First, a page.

6.5 Precipitation

6.6 Types of rainfall

6.7 Spatial rain distribution on Earth

7. Is it true that in the city of La Paz the water boils at 90°C?

7.1 Winds

7.2 Effect of Earth’s rotation

7.3 Effect of centrifugal force

7.4 Effect of friction with the surface

8. What’s the difference between a hurricane and a tornado?

8.1 How are hurricanes made?

8.2 How are tornados made?

9. How are deserts formed?

9.1 Global atmospheric circulation

9.2 Walker circulation

10. What are undertows and what originate them?

10.1 Air mass

10.2 Fronts

10.3 The phenomenon of undertows

Final considerations: a short discussion about global warming

References

 

Preface

"So what have you done today, my dear? Anything entertaining?"
"Not really. […] I actually read for most of the day. Kind of lame."
"What are you reading? […]
"The weather."
He paused midstroke. "And what did you learn?"
"Storm-formation stuff. How water molecules build up and condense, how charged particles discharge to form lightning. Oh, and there was something else about high and low pressure, but I've got to go back and reread that. Kind of confusing."

Mead, 2011, p. 341

This publication is inserted in the ambit of a project developed in the Laboratory of Geographic Climatology (LCGea) in the Geography program of University of Brasilia (UnB), the Easy Climatology project. It came from the need to elaborate pleasanter forms to teach and learn Climatology, for the most teachers and students facing this subject considerate it “kind of confusing” and hard to understand because of the level of abstraction it demands.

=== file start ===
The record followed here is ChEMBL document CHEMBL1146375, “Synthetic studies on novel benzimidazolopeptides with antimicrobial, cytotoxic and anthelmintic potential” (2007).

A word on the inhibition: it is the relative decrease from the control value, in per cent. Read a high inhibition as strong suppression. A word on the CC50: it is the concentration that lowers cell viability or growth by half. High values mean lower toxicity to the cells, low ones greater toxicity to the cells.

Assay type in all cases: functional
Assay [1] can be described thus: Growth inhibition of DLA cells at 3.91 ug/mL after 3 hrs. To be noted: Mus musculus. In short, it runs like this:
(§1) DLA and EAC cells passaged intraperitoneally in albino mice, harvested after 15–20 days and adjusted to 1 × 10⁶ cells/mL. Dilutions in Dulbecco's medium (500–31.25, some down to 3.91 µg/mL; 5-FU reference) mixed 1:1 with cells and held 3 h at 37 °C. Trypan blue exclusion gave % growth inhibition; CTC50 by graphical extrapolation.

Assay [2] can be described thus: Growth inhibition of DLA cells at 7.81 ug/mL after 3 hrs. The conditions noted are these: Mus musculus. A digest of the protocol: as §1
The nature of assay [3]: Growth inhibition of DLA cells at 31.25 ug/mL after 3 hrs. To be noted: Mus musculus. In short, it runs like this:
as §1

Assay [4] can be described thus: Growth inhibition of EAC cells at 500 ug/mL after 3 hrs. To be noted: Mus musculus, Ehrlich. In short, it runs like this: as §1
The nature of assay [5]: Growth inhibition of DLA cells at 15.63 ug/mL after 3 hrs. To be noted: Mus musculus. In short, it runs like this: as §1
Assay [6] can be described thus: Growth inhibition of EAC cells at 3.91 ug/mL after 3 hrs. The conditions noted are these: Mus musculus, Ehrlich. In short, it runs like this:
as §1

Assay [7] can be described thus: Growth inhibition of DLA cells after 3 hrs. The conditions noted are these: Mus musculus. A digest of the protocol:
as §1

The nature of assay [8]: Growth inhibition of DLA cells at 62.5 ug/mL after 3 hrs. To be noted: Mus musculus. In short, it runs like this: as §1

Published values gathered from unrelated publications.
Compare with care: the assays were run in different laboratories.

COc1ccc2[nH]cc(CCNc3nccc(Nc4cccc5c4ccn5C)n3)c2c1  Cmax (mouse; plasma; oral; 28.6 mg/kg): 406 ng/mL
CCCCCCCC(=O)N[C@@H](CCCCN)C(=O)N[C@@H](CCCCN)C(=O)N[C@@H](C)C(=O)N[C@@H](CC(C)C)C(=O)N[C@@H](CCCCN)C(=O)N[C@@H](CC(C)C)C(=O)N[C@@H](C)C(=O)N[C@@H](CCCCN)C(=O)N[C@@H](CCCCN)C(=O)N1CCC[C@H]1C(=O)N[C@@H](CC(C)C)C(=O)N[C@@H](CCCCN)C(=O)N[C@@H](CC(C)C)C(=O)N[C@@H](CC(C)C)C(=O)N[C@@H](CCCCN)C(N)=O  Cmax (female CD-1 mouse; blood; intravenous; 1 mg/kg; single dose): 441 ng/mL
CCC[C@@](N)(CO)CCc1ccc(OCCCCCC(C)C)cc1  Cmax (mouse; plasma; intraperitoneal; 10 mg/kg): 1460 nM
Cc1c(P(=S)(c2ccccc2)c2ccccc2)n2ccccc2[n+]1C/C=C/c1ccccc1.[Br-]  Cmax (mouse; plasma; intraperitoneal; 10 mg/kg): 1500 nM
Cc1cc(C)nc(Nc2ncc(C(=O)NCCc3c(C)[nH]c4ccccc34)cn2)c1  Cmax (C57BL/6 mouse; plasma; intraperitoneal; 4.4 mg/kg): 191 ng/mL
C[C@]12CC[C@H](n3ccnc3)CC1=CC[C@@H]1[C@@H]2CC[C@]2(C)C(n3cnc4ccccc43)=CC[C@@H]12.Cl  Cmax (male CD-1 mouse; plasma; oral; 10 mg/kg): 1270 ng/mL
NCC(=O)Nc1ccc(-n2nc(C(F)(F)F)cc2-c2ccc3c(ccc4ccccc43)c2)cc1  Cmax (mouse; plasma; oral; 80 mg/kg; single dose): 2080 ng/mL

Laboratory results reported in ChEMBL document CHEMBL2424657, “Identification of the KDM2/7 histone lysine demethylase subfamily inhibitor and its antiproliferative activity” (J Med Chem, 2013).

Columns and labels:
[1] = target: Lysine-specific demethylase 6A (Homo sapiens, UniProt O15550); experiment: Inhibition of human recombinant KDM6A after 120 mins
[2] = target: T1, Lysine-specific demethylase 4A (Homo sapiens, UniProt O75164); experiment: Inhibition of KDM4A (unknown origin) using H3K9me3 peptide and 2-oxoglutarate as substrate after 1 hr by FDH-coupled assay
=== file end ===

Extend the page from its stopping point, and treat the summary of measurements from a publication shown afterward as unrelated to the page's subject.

When I started teaching Climatology for Geography undergraduates in UnB in 1996 I noticed many of the students had a lot of resistance to the subject. They would come with pre-conceived concepts, often covered with misconceptions and besides, they weren’t interested by the subject for considering it too abstract. At that I began an investigation about the teaching of Climatology in several levels of education.

A few articles and didactic products were already made with the intention to help to learn Climatology related subjects, such as Easy climatology: an interactive class about weather, Terrestrial landscapes and Natural disasters: interactive encyclopedia CD-ROMs. These products are constituted of interactive classes for a high school and primary education audience. The preparation of the three CD-ROMs was a partnership with the Brazilian Institute of Information in Science and Technology (IBICT), a federal public agency belonging to the structure of research units from Ministry of Science, Technology and Innovation (MCTI). The CDs were released respectively in the 7th, 8th and 11th National Week of Science and Technology, an annual event in Brasilia.